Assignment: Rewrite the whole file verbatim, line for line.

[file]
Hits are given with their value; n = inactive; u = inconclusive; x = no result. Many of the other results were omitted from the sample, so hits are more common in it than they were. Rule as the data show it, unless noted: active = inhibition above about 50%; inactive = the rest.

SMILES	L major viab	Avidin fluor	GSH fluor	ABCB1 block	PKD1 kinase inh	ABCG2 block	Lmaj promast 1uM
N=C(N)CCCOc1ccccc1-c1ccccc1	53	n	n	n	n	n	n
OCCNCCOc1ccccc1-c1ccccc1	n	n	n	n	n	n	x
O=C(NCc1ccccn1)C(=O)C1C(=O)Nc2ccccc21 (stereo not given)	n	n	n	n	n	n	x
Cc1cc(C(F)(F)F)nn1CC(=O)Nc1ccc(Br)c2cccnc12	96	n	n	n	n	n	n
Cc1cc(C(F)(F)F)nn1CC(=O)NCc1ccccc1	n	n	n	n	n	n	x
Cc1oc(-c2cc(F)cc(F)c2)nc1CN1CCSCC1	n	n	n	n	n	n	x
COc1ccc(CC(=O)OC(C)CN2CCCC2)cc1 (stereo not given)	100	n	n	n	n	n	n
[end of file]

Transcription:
Hits are given with their value; n = inactive; u = inconclusive; x = no result. Many of the other results were omitted from the sample, so hits are more common in it than they were. Rule as the data show it, unless noted: active = inhibition above about 50%; inactive = the rest.

SMILES	L major viab	Avidin fluor	GSH fluor	ABCB1 block	PKD1 kinase inh	ABCG2 block	Lmaj promast 1uM
N=C(N)CCCOc1ccccc1-c1ccccc1	53	n	n	n	n	n	n
OCCNCCOc1ccccc1-c1ccccc1	n	n	n	n	n	n	x
O=C(NCc1ccccn1)C(=O)C1C(=O)Nc2ccccc21 (stereo not given)	n	n	n	n	n	n	x
Cc1cc(C(F)(F)F)nn1CC(=O)Nc1ccc(Br)c2cccnc12	96	n	n	n	n	n	n
Cc1cc(C(F)(F)F)nn1CC(=O)NCc1ccccc1	n	n	n	n	n	n	x
Cc1oc(-c2cc(F)cc(F)c2)nc1CN1CCSCC1	n	n	n	n	n	n	x
COc1ccc(CC(=O)OC(C)CN2CCCC2)cc1 (stereo not given)	100	n	n	n	n	n	n